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Our town went through quite a lot of hype after this past tuesday.Everybody seems quite upset about a lot of of issues.I just want to touch base on a few of these issues.#1 it is a shame aricle 21 did not pass,As mentioned in a previous mesage time to build some low cost housing rite next to your house,Maybe about 200 new homes with abot 350 new school age children.That would only be a cost of approximately 1,750.000 dollars just for schooling costs.As a member of Pelhams conservation commission, and a land surveyor for over 15 yrs in this region,I know what the affects of over developement can do to a community. There is no doubt developement is necesary for a strong economy and not to mention we all need a place to live.But we should not pass up a oppurtunity to acquire undeveloped land for our town.I dont want this town to look like another Billerica or Chelmsford with no where turn to but another house.Our town is still a nice piece of earth to live on.Lets try to keep our town somewhat of a rural community

 

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I'm glad to see that people concerned about the tax rates are looking beyond this tax year. Long term thinking is necessary for lower taxes. Short term savings and short-sighted thinking go hand in hand. In that vein I would like to ask you to vote AGAINST the budget committee's recommendation and vote FOR article 21. This article would take a portion of the current use penalty tax to purchase land and thereby avoid development that leads to higher taxes. The selectmen voted for this, as did many on the budget committee. Last year's town meeting voted for it but the wording was incorrect which is why it is back on the ballot. Over 70 comunities in NH use this device, including most of our neighbors. There is matching funds coming down from Concord and Washington to leverage the impact. It is a good deal for property owners, protectors of undeveloped land and most importantly for taxpayers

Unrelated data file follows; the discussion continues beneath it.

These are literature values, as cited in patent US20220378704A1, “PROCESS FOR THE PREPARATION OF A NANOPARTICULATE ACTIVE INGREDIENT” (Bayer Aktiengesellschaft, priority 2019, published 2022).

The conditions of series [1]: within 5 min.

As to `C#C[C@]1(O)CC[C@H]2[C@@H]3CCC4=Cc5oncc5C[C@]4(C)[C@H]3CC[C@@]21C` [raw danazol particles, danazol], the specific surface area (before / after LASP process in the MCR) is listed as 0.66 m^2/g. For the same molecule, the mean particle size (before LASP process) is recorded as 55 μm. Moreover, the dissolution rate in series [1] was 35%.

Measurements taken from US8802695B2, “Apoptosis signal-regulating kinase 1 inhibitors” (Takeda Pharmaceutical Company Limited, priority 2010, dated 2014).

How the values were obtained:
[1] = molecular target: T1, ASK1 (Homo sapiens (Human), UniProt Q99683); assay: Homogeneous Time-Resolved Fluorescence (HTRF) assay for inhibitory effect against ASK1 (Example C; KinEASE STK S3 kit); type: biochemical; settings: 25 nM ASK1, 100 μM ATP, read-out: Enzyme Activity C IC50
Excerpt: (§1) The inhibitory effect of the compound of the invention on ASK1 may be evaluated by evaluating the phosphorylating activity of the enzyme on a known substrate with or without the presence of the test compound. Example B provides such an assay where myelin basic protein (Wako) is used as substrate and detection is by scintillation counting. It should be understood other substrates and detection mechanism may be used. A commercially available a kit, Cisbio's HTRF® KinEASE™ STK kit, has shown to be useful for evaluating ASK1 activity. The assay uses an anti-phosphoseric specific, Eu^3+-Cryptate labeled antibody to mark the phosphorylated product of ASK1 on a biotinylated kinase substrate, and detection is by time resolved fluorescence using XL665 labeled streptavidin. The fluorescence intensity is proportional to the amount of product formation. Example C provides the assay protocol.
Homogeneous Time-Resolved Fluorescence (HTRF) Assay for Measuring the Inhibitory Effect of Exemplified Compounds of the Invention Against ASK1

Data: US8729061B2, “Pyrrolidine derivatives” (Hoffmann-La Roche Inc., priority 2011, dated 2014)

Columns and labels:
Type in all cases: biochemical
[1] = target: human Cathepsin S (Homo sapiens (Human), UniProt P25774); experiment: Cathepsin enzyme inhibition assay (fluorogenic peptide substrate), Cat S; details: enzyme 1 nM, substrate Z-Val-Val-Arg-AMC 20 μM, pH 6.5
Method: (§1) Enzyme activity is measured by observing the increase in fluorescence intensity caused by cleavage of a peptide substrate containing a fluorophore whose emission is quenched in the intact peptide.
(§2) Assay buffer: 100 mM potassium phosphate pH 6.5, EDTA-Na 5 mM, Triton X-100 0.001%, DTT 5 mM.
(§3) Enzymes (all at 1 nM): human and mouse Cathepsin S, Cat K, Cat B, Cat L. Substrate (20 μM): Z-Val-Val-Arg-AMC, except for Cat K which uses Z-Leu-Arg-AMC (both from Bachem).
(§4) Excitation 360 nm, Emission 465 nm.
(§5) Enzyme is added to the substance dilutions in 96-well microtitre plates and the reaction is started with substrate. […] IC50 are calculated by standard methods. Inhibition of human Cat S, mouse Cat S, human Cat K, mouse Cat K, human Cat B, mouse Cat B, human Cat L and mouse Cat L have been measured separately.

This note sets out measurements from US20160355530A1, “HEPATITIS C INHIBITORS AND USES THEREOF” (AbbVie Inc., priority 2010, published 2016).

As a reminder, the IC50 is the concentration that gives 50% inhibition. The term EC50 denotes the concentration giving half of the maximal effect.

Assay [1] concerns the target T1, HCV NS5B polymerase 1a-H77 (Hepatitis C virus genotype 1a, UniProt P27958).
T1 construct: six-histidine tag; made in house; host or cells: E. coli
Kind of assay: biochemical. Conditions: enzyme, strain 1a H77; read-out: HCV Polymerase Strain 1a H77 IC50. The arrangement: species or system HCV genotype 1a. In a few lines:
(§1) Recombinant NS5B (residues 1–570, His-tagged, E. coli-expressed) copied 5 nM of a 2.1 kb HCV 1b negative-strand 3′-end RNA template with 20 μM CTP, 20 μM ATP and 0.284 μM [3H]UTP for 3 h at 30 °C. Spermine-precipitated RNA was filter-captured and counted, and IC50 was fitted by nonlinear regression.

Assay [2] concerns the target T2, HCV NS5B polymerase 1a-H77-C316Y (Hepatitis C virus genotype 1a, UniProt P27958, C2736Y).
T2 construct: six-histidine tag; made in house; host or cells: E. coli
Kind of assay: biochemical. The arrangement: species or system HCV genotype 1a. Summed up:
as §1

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I have rarely felt so passionately about something as I do about article 21. 20 years ago, the town I grew up in was much like Pelham is today. Now the streets are congested, the schools are overcrowded, open space is almost nonexistent and there are a host of other problems trying to provide services to the entire community. But the issue extends beyond keeping our town character in tack and the preservation of recreational area for the future, but to the tax rate as well. Simply put, the tax revenue generated from new development is not sufficient to cover the costs to provide town services to these new developments. That means everyone's taxes increase to cover the shortfall.Article 21 provides us with an opportunity to control this.

 

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I too am passionate about this article. Each night as I drive home from work I pass Eric's farm lands on 38 and the fields of Muldoon. I shutter to think of these beautiful tracts of land developed. I think the tax rate reduction of Open Space preservation is a great benefit on top of the other benefits we get. What more could you ask for as a resident preservation of our rural charm and a stabilized or lower tax rate. Article 21 should be viewed as a great use of our resources in more ways than one.